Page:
How many people have a say in the movie’s title and who has the final word?
Of course, you want everyone involved in the movie to be onboard. The producer and the director are key, but if you have a powerful star, you want to make sure that they’re not ashamed of the title. It’s easy to say that the studio executives make the final decisions because, legally, the movie is their property. But no smart studio will plow ahead without making sure the filmmakers are onboard.
Obviously a good title can’t save a bad movie, but can a good movie save a bad title?
A bad movie title can hurt a good movie’s marketability but a good title has only a neutral effect on a bad movie. “Michael Clayton” is a great example of a ho-hum title that had a great movie behind it. “Syriana” was another title that was a little tricky to overcome. Obviously, it’s all George Clooney’s fault.
I’m going to throw out a couple of titles and I’d love to hear why you think they work or why you think they don’t.
It’s a little on the soft side and not nearly as strong as “Lost in Translation.” That’s a great title because it has a couple of different meanings. It always helps if your movie title echoes in a number of different directions.
“When Harry Met Sally”
Great title. There’s a rhyme and a rhythm to it that will enable you to remember it better. “Sleepless in Seattle” is also a great title because of those alliterative “S’s.” These kinds of sounds have a tendency to stick to your brain.
I always thought that was a weak title, but the movie was saved by an incredibly charming cast. And let’s face it. If your movie title is two words and “love” is one of them, you’re speaking pretty forcefully to a female audience. The fraternity house guys may be disinclined to see a movie with “love” in the title, but they probably weren’t going to see that movie anyway. By declaring it loudly and proudly like that, you’re shoring up your base.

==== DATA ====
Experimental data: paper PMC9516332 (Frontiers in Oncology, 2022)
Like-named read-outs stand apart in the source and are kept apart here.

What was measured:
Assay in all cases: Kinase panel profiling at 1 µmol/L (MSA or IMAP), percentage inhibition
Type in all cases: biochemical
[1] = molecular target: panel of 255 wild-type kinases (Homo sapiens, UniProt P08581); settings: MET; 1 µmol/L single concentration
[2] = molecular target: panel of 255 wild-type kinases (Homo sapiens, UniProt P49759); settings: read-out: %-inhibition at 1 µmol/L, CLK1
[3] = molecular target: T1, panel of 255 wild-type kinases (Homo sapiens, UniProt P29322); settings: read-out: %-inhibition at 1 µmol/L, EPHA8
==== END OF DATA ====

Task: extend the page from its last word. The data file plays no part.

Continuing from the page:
A superb title, almost as superb as the filmmakers’ decision not to remain faithful to the Conrad novella. “Heart of Darkness” is a somber, depressing, intellectual idea. The “now” in “Apocalypse Now” gives it a real sense of urgency. It sounds like an action movie, whereas “Heart of Darkness” sounds like a study of madness. You also have to remember that everything comes down to how it’s being sold and “Apocalypse Now” was sold as an epic movie with a ton of action. It’s hard to envision a trailer for that film ending with a title like “Heart of Darkness.”
What about a movie like “A Clockwork Orange”? On first listen, I’m not sure I’d have any idea what it means.
I still don’t have any idea what it means. That movie was destined to become a massive hit regardless of what it was called because it was Kubrick’s first after “2001: A Space Odyssey.” Remember that the movie was actually titled “Stanley Kubrick’s A Clockwork Orange.” The studio recognized that he was a directorial force and capitalized on that by splashing his name all over the packaging. Of course, the movie’s popularity wasn’t hurt by the fact that the year was 1971 and that kind of violence had never been shown so boldly on-screen.
Can a filmmaker lose his knack for naming movies? Woody Allen’s gone from titles like “Broadway Danny Rose” and “Manhattan” to “Vicky Cristina Barcelona” and “Whatever Works.”
Oh, I love “Vicky Christina Barcelona”!
You don’t find it a little lazy?
It’s just a construction that you don’t really hear in movie titles. It’s quirky but strangely sexy. And then when I learned who was in the cast and that it was a Woody Allen movie, I was in. There’s nothing better than a title that breaks the rules.